As part of our ModernMod Series 1 projects, the Canopy House is to be perched in the foothills of Colorado Springs, and because of its unique design, offers panoramic views of both the Cheyenne Mountain range and the downtown region.  The house will have a three-car garage, 4 bedrooms and 3-1/2 baths, with upper and lower levels carefully nestled into the sloping site.  Though it has a large expanses of glass to create a visual relationship between indoor and outdoor, much of the glass area is shaded by the canopy and other building masses as an energy conservation measure.

A fully-glazed and dramatically cantilevered main-level kitchen, dining, and living room spaces afford expansive views of Downtown, contrasted by more private and subtle view of Cheyenne Mountain from the master bedroom suite and the guest room/office.  The lower level contains two bedrooms and a shared jack-and-jill bath coupled with a family and entertainment room that opens onto private patio area.

The house’s namesake, the prominent canopy that spans the main house, is not only designed to shade the glass, but also cleverly hides a photovoltaic system (solar panels) that works to reduce its energy footprint and lower monthly utility bills.  The building is also partially covered with phenolic panels, themselves a high-tech ‘rain-screen’ that not only provides a maintenance-free and fire-resistant barrier, but also acts as a heat-sink in dissipating heat gain.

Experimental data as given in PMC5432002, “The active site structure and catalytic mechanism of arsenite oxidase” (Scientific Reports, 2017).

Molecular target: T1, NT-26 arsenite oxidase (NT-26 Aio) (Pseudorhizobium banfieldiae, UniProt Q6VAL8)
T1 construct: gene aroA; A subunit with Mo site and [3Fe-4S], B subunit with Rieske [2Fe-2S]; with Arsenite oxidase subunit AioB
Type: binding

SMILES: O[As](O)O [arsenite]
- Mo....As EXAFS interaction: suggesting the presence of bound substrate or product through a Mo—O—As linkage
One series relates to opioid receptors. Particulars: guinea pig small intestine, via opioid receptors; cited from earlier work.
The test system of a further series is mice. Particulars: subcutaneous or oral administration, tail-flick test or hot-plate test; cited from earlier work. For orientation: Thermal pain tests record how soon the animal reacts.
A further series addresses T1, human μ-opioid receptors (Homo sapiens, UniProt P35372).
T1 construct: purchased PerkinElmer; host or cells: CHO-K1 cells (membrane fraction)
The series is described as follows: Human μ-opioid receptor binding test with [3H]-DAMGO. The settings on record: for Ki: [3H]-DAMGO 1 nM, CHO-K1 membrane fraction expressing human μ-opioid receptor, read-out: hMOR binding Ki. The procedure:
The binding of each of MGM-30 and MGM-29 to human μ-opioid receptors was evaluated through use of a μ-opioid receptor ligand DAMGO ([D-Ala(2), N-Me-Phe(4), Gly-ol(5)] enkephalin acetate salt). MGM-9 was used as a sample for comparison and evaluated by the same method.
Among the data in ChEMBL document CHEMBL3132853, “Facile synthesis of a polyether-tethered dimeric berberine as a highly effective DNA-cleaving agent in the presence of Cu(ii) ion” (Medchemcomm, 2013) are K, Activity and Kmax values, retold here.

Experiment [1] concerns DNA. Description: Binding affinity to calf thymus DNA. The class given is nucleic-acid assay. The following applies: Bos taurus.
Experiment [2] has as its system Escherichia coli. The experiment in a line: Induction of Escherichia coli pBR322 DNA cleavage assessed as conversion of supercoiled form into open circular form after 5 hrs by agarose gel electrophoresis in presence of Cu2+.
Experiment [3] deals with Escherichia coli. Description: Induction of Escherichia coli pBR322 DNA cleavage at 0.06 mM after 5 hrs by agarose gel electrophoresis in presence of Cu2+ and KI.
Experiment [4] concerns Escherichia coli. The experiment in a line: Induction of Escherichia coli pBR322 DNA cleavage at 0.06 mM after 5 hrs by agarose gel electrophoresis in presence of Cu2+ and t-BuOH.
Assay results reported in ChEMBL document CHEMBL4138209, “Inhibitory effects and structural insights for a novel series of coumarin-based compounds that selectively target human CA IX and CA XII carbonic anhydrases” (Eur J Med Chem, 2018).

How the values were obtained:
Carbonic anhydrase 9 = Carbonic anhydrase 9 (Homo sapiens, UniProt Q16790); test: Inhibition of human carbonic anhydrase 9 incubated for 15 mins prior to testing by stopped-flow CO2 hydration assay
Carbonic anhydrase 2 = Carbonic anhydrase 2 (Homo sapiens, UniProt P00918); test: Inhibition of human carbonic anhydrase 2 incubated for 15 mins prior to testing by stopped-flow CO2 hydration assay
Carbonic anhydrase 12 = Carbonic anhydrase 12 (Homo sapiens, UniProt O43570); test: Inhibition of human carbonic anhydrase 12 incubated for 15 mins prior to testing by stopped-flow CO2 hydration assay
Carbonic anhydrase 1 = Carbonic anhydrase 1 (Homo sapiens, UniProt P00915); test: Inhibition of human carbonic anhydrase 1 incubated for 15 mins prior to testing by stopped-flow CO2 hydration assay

The building uses innovations that have become keynotes of a ‘markharris ARCHITECTS’ design, specifically those of ‘Component Design Strategies’ which borrows proven processes from industrial and automotive industries to provide a highly-performative, highly-sustainable, and highly-engaging work of architecture.  Many parts of the house, such as the dramatic steel and glass bridge that composes the main house, are produced under the precise conditions of a steel shop rather than loosely constructed on site. 

“Our cars, our computers, and even our toasters are made with more technological advancements than our buildings. We unfortunately still construct our homes and buildings in 2019 the same way we did in 1919, and yet we wonder why our buildings are not performing better and keeping up with the wide band-width of changes we find everywhere else in our lives.  The current models for residential housing are bloated, out-moded, out-dated, and out-paced; it’s time for a new Renaissance in residential design.  We are simply bringing architecture and construction into the 21st century.  It’s time, and I feel Colorado Springs should start being seen as a place where responsible innovation and progress can happen.”


Canopy House - ModernMod Series I Homes - A Design/Build Custom Residence using Component-Design Strategies

- Colorado Springs, Colorado, USA